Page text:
Best of Ten!
Frances, on her deathbed in some sort of institution, remembers the events of a summer 20 years before, in 1969, when she came to know her only friends. Frances’s mother has recently died when she takes a job at a crumbling mansion called Lyntons where she is to report on any interesting architectural features on the grounds to its new owner. There she meets Peter, who has been similarly employed to evaluate the house and its contents, and Cara, his wife.
Cara and Peter befriend Frances during a heady summer of near camping out in the destroyed house. The three soon begin picnicking and enjoying themselves while Cara tells Frances fascinating stories about their previous lives.
There is clearly something a little overstrung and off about Cara, but Frances is entranced by the friendship she has never had before and also falling in love with Peter. Even when the two show they are not particularly honest, she is not dissuaded, despite hints from her other friend, Victor, the vicar.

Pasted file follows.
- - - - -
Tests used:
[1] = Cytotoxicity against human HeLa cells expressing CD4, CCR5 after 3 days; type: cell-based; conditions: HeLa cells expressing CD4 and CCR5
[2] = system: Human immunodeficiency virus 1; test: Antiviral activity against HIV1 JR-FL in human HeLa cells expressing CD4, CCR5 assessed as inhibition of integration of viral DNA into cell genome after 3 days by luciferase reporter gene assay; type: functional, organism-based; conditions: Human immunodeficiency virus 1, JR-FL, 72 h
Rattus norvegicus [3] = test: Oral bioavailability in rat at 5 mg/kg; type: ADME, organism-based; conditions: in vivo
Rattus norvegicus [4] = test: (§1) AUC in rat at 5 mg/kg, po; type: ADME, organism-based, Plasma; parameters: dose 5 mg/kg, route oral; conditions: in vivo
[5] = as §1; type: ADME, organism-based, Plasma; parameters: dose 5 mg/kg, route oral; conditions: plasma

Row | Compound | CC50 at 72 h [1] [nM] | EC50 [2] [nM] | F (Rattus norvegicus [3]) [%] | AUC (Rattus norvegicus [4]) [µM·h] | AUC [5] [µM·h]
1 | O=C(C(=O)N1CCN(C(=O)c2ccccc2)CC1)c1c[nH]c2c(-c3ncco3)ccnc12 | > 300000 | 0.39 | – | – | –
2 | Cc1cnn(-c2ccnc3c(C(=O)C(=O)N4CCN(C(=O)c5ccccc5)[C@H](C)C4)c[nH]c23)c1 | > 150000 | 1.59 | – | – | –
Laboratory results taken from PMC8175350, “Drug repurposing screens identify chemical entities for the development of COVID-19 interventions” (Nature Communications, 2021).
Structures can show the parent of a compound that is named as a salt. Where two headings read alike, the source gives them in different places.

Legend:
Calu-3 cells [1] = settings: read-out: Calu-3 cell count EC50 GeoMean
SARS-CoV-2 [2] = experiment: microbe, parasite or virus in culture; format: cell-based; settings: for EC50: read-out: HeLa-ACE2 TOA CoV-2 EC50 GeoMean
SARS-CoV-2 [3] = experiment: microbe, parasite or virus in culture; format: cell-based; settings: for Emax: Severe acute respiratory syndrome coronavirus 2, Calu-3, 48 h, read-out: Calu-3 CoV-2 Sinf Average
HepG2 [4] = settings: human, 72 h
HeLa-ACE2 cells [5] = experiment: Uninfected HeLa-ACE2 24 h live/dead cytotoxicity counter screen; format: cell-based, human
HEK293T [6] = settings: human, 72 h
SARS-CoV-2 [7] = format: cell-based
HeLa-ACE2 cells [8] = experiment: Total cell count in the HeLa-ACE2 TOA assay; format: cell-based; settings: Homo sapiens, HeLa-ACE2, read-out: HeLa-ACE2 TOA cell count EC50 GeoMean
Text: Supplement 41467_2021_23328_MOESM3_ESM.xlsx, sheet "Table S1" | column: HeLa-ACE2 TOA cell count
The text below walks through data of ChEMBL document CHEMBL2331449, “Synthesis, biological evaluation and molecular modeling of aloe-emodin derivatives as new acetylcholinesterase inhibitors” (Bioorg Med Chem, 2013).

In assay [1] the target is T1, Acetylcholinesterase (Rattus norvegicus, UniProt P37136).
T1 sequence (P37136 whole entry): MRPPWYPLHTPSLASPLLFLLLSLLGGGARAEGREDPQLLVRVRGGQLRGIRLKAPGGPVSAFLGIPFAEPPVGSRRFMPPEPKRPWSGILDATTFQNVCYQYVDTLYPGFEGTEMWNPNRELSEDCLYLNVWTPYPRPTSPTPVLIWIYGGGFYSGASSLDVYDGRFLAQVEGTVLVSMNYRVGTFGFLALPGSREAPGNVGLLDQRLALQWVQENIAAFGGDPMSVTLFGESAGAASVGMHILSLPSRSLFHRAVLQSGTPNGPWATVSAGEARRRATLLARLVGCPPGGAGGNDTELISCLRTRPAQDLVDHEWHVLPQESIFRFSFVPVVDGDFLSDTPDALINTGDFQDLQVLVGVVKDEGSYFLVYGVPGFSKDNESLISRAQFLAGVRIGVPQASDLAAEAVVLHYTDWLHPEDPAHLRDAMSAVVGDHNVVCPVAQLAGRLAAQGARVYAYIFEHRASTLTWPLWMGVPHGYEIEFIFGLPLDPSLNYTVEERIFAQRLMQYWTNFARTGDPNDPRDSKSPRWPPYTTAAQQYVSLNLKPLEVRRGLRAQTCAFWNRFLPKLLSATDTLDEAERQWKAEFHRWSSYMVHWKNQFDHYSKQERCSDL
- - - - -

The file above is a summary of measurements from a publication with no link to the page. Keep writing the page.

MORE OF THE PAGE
This novel is wildly atmospheric while somehow remaining quiet. There are odd, unexplained touches—a telescope inserted into the floor of Frances’s attic bedroom, so that she can see what happens in the bathroom below, imagined smells, noises, and glimpses of faces in the attic, suggesting a haunting. Slowly, we realize that Frances has her own problems.
This is a haunting novel, evocatively written, about loneliness and longing, about the fathomless qualities of guilt. I was riveted by it.